In a ‘credit negative’ for its sovereign and bank ratings, India’s rural economy will remain subdued through this fiscal, while “some disappointment” has emerged about pace of reforms under the Modi government, global giant Moody’s said Tuesday.
In its latest ‘Inside India’ report, Moody’s Investors Service said the consensus view on India’s economic growth prospects is relatively optimistic — in line with Moody’s baseline scenario of economic expansion of 7.5 per cent in the current fiscal.
“Forecast represents the highest projection amongst G20 economies, and provides a key pillar of support for the Baa3 sovereign rating and positive outlook,” it said.
This is the lowest investment grade rating, but a ‘positive’ outlook indicates room for further upgrade.
However, the results of polls conducted by it last month showed “some disappointment…With regard to the pace of reform under the administration of Prime Minister Narendra Modi, and increasing concerns about the risk of policy stagnation.
“Specifically, almost half of the poll respondents identified sluggish reform momentum as the greatest risk to India’s macroeconomic story.”
In the report, Moody’s further said “the multi-party, federal democracy in India underpins a gradual pace of policy implementation.
“While many of the policies are positive for India’s institutional strength, the direct impact of growth-enhancing reforms is only likely to take full effect over a multi-year horizon.”
Moody’s further said it expects India’s weakened rural economy to remain subdued through the fiscal year ending March 2016, particularly if the risk of below-average monsoon rainfall materialises.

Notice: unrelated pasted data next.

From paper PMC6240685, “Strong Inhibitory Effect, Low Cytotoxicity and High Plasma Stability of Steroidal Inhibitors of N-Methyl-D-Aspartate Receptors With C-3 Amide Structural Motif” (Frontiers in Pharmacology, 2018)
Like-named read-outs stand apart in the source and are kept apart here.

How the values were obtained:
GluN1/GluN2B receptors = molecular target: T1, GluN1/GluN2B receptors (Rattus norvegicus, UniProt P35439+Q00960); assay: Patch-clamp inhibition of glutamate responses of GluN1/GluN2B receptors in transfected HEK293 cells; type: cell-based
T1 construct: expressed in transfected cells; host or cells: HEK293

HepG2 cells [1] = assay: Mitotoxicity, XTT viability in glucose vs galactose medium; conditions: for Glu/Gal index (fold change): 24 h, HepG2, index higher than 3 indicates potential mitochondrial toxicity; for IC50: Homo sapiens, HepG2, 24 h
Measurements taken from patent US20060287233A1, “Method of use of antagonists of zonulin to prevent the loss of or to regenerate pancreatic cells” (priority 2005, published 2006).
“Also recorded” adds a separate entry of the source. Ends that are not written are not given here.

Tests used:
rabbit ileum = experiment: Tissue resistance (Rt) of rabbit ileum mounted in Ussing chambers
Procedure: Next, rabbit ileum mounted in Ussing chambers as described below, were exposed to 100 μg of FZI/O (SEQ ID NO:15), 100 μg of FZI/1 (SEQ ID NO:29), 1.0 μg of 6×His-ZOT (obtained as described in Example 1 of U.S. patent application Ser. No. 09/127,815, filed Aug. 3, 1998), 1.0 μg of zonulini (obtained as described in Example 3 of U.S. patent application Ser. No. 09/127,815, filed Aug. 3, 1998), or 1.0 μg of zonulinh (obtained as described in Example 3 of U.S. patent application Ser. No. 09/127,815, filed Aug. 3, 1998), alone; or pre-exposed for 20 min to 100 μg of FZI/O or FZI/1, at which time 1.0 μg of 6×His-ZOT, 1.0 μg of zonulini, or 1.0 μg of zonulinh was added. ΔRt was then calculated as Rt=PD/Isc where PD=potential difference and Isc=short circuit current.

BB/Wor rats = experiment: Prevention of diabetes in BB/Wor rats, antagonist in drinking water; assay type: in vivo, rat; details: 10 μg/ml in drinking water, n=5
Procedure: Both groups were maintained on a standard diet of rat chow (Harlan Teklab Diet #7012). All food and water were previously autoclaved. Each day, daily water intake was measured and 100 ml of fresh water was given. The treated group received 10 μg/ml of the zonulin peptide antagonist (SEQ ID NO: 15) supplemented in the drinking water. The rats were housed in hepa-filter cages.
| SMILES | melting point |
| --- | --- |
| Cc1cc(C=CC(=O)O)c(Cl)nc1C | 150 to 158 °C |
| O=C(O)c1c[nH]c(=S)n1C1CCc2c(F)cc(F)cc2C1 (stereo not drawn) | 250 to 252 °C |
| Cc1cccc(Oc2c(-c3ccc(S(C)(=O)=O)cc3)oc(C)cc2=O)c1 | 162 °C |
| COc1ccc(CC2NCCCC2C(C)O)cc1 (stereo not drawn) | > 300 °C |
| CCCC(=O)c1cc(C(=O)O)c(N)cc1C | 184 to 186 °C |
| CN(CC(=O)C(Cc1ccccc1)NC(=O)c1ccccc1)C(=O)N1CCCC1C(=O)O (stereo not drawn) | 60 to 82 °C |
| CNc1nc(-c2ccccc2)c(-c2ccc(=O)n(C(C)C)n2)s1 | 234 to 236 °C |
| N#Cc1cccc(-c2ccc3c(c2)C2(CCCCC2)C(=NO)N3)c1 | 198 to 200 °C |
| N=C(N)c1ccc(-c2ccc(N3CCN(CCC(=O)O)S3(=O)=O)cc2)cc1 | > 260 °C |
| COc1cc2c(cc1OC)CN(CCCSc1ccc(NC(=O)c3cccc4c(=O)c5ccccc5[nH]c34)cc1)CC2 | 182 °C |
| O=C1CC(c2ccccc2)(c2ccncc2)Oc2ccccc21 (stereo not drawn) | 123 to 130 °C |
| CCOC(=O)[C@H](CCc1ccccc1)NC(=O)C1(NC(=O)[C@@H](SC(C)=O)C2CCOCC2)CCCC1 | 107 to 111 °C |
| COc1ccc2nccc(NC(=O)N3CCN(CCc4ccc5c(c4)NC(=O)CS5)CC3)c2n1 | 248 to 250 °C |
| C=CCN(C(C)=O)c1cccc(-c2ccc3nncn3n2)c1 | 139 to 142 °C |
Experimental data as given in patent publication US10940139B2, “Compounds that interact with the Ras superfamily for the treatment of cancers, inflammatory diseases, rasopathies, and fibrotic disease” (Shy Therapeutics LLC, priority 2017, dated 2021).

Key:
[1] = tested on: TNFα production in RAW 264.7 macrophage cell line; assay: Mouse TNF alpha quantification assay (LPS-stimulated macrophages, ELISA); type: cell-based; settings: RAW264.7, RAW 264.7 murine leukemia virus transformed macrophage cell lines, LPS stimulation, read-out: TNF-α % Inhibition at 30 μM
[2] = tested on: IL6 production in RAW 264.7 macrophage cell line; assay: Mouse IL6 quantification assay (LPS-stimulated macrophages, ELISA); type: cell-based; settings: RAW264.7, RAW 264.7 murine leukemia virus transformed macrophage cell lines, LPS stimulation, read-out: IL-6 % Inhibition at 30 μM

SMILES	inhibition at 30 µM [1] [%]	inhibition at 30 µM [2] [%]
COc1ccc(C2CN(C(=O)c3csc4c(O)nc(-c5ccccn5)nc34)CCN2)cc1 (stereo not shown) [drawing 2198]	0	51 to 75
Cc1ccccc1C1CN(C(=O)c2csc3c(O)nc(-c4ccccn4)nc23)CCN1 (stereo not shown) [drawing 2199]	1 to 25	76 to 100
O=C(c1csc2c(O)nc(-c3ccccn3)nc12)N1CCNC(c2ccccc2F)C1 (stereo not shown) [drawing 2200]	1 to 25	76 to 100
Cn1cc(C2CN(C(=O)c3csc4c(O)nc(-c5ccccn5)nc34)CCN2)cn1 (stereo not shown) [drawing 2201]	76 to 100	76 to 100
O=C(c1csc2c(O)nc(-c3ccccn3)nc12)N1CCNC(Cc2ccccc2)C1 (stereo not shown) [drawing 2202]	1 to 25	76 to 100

“A sustained soft patch for India’s rural economy would weigh on private consumption and non-performing assets in the agricultural sector, (which is) a credit negative for the sovereign and banks,” Moody’s Vice President and Senior Research Analyst Rahul Ghosh said.
The rural income growth in India has been stuck in the mid-to-low single digits in so far this year, well off the 20 percent-plus rates clocked in 2011.
The slower rural income growth is partly the result of increased fiscal restraint by the central government, which Moody’s believes is unlikely to change in the coming quarters.
Elaborating further on policy reforms, Moody’s said the plans to cut the country’s corporate tax rate to 25 percent from the existing 30 percent over the next four years will be “credit positive” for all Indian corporates insofar as it will reduce their tax expenses and increase their competitiveness over the medium term.
Moody’s further said India’s pro-cyclical industries will benefit from improving credit conditions through the current fiscal, while the country’s LNG import book was credit positive for companies like GAIL.
The public sector banks’ credit profiles would improve only in the medium term, it added.
Citing results of polls conducted during the first annual Moody’s and ICRA India Credit Conference in Mumbai last month, Moody’s said almost half of the respondents believed “that sluggish reform momentum represents the greatest risk to India’s macroeconomic story going forward”.